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Mitigating ecosystem service tradeoffs in rangelands by using grazing duration and timing to manage water quality

Cite this dataset

Hulvey, Kristin; Mellon, Cassie; Kleinhesselink, Andrew (2022). Mitigating ecosystem service tradeoffs in rangelands by using grazing duration and timing to manage water quality [Dataset]. Dryad.


1. Mitigating ecosystem service (ES) tradeoffs is a key management goal in locations where stakeholders value different and potentially conflicting ecosystem services (ESs). However, studies are not often designed to examine how local management actions address ES tradeoffs, and therefore do not provide options that can alleviate conflict.

2. In semi-arid rangelands, we examined the potential for managers to mitigate tradeoffs between livestock production and water quality. To move away from solutions that offer cattle removal as a singular management strategy, we examined how cattle presence, plus two elements of rotational grazing - the length of time cattle spend on rangeland (i.e., duration), and the season grazed (i.e., timing), affected stream Escherichia coli (E. coli concentrations). We also modeled how grazing duration and timing affected the ability to meet regulatory benchmarks for water quality throughout a grazing season.

3. Grazing duration controlled the length of time E. coli concentrations were high in streams. In short- and medium-duration systems, E. coli concentrations were high for shorter periods of time than in long-duration systems, resulting in fewer violations of national and state water quality standards.

4. Stream E. coli concentrations showed a consistent seasonal pattern, starting low in spring, peaking in summer, and declining towards fall. Thus, grazing during spring or fall, rather than in summer, reduced the number of days that E. coli levels exceeded water quality standards.

5. Our results suggest that reducing the grazing duration and shifting its timing are complementary strategies that can mitigate the tradeoffs between livestock grazing and water quality without fencing-off riparian areas or removing cattle from pastures with streams.

6. Synthesis and applications. In this study, we found grazing duration and timing can be used as tools to mitigate ES tradeoffs between cattle production and water quality in rangeland streams. Shorter grazing durations reduced the number of days E. coli levels were above regulatory limits, as did grazing that occurred either early or late in the season. These results support the idea that rotational grazing can be an effective strategy to manage water quality in semi-arid rangelands. They also highlight the need for more grazing studies that incorporate gradients of duration and timing into study designs.


We measured stream E. coli levels over three years in rangelands employing target grazing treatments. Grazing treatments included: continuous-turnout (long-duration, no rotation), deferred-rotation (medium-duration, with rotation), and time-controlled rotation (short-duration, frequent rotation). The first two of these are common in this region, the third is used less often. All were in-use across our sampling sites prior to this study. Long durations ranged from 82-138 days, medium durations from 31-81 days, and short durations from 1-30 days. Timing for continuous-turnout spanned the entire grazing season (mid-May through mid- September). For deferred-rotation, grazing began across a range of timings including mid-May, mid-June, early July, and mid-July. For time-controlled rotation, grazing timing ranged anywhere from spring through fall. All sites were grazed with beef cattle cow-calf pairs. Stocking densities were 1.03 - 1.78 pairs · ha-1 in time-controlled areas, 0.11 – 0.28 in deferred-rotation, and 0.02 - 0.09 pairs· ha-1 in continuous-turnout areas. These equated to stocking rates of ~0.7 pairs · ha-1 · month-1 in time-controlled areas, and ~0.3 pairs · ha-1 · month-1 in deferred-rotation and continuous-turnout areas.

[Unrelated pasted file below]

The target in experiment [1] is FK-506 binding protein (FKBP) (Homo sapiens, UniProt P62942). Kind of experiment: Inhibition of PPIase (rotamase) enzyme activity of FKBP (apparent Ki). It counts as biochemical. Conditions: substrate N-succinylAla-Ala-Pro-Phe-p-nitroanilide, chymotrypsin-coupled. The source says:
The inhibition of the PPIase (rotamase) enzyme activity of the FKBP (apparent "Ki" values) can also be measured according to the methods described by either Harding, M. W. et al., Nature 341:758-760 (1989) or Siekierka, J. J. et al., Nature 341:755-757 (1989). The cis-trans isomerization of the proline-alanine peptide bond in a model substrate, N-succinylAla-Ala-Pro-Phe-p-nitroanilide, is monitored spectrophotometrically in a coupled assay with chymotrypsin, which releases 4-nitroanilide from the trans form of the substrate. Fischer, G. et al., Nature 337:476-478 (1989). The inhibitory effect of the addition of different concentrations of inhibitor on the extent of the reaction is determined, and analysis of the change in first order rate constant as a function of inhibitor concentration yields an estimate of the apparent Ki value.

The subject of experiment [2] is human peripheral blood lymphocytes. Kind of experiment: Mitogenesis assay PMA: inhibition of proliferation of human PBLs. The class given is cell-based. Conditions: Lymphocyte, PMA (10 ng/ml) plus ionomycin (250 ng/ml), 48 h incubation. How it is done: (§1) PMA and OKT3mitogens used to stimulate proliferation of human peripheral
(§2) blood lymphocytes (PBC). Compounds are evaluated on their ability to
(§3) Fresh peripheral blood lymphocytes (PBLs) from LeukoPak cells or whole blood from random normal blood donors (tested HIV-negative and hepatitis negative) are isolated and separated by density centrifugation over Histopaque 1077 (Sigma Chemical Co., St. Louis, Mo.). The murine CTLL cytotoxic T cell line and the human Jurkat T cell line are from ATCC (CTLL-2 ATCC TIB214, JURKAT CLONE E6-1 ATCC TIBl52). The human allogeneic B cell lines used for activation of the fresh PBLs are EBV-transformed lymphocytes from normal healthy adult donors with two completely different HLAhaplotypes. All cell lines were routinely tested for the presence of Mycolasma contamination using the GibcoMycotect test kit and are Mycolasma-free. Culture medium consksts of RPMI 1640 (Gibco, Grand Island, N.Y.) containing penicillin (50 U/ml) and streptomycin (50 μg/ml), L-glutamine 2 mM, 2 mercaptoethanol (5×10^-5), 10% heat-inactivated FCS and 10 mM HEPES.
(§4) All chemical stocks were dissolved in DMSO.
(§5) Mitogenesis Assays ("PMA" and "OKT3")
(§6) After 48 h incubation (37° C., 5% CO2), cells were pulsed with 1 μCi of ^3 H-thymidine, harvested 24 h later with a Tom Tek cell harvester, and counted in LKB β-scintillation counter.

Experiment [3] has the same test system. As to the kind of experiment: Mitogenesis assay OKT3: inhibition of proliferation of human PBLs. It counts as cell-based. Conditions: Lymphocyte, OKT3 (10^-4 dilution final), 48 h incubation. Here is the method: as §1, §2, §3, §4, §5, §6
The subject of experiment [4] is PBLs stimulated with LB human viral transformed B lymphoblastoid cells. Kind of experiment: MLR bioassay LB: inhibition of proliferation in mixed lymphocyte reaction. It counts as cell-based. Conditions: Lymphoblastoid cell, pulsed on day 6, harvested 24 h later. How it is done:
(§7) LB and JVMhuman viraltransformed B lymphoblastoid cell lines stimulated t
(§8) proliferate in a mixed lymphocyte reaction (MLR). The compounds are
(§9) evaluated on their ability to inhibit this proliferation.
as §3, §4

We sampled every two to three weeks from May through October/early November, a timeframe that encompasses the grazing and recreation season in this area of Utah. By sampling twice per month, we captured fluctuating E. coli levels as cattle moved in and out of pastures. We collected water grab samples according to UT Division of Water Quality’s Standard Operating Procedures for collection, handling, and quantification of E. coli samples. At each site, we collected 100 mL grab samples from flowing stream channels in sterile jars, which we stored on ice. We analyzed samples within eight hours of collection using the Idexx E. coli Quanti-Tray 2000 System (Westborook, MA), adding pre-packaged Colilert reagent to jars, sealing mixture into analysis trays, and incubating samples at 35ºC for 18 - 28 hours. E. coli concentrations were identified as most probable number (MPN) of colony forming units per 100 ml via florescence under a UV light. The Quanti-Tray System can detect E. coli concentrations to a maximum of 2419.6 MPN without dilution. We did not dilute samples because this value is above all regulatory benchmark values.


National Institute of Food and Agriculture, Award: G248-19-W7500

National Institute of Food and Agriculture, Award: 2019-67019-29953